Latest message from Megan and Alan Barker in Nepal dated 16th May.
We have been helping our daughter and her fiancé to arrange their wedding. It's a little complicated as it will stretch over the course of a week in the summer with two ceremonies in two different counties. One in the UK and one in Switzerland, as her fianc6 is from there. The biggest problem has been the guest list. Who to invite to what? Who of our family will go to Vevey and who will come to the ceremony in London? We're a bit tight for space in London, so numbers are limited, which has caused quite a bit of arranging and rearranging and not a little angst!
Our juggling with numbers on the guest list contrasts sharply with the approach to weddings here in Nepal. There's no such thing as a guest list as such, as everyone is invited! Recently, we were invited to the wedding of a sister of a work colleague. We know neither the bride nor the groom, but that doesn't matter as there's an open invitation to anyone from the office. The wedding in question is a Christian one but it's the same at Hindu weddings too: everyone's invited! Over the years we have been invited to the weddings of many people we don't know but who are relatives of friends from work or church. Often too, it's not just an open invitation by word of mouth, such as, "You can come along if you like," but we get a full formal written invitation, even from people we don't know.
Christian weddings start with a church service, which is followed by the wedding 'bhoj' (feast). Usually family and friends attend the service but everyone comes for the bhoj, which consists of a buffet-style meal with an unending supply of rice and various vegetable and meat curries. There is a constant stream of guests at the table and the people preparing the food are continuously busy for several hours until the last guests have gone and no one wants any more food.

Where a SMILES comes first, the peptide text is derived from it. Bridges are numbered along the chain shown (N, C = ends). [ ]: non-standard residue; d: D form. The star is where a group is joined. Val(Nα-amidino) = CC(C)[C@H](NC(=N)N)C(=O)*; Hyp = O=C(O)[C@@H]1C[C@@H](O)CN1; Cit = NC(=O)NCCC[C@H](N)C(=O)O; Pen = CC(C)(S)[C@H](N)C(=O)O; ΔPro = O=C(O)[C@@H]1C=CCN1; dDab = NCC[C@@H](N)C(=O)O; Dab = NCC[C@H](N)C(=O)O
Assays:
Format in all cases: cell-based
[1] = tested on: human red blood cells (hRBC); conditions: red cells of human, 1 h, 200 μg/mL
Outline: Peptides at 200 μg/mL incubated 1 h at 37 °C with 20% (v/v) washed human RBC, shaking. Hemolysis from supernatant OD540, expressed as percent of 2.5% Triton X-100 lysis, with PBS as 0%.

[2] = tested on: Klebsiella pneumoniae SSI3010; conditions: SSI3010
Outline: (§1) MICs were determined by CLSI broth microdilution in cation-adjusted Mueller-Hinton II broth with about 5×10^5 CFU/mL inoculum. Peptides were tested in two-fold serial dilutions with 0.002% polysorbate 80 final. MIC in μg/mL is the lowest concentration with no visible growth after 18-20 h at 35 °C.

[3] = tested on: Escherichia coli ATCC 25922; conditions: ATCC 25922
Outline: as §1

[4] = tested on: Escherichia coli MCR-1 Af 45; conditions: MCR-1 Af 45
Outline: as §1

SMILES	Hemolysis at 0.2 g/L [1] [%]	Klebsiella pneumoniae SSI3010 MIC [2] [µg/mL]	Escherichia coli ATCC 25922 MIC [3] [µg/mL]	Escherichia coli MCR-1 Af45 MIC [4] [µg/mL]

Hindu wedding ceremonies are usually only attended by close family and friends with everyone else attending the bhoj. We've even been to weddings where, not only did we not know the bride or groom, but we didn't even see them! They were involved in a part of the ceremony or even hadn't arrived yet! But no matter – sit and chat to
friends, enjoy the bhoj and then leave! It's perfectly OK and even expected.
Safe to say we're not going to try that approach in London or Vevey!
Greetings from Pokhara. The monsoon has just started and its raining so hard I can hardly hear anything else. We have to leave the doors and windows open to keep some cool air flowing but it doesn't help with the noise!
In this blog Megan thought she would take you with her on the cycle ride to work
As I left the house this morning and set off down the road on my bicycle, a few thoughts struck me. Most of which would come under the title of 'don't do this at home'! Or, 'a different kind of normal'.
First of all, I had to negotiate my way past a cow grazing in the lane that leads out of our house onto the main road. She looked at me as if to ask why I was getting in her way!!
Then, the road was quite busy, so I did what I normally do: turn immediately right i.e. down the wrong side of the road (traffic is on the left as in UK) and just gradually drift across to the other side as traffic allowed/ moved around me. Quite normal practise here, but definitely don't try this at home!
A few speed bumps and pot holes later, most of which I have learned to avoid or at least hit at the least painful place, I came to the even bigger road which I cross. It is the main road into Pokhara. Full of buses and trucks, tractors and motor bikes. Now, if I behaved as I would at home, I think I would never get to work. What I do is slowly nudge out and move across as gaps open up, first one side and then the other.
Pray that we quickly readjust and definitely do not try this one at home!!
Before you think otherwise given what I have said above, I must tell you that I enjoy my morning ride to work. Not least because it is pretty much down hill (coming back at the end of the day is less fun!), but mostly for the people I wave and nod to as I go. Now familiar faces sitting outside their homes and shops to whom I smile and say good morning.
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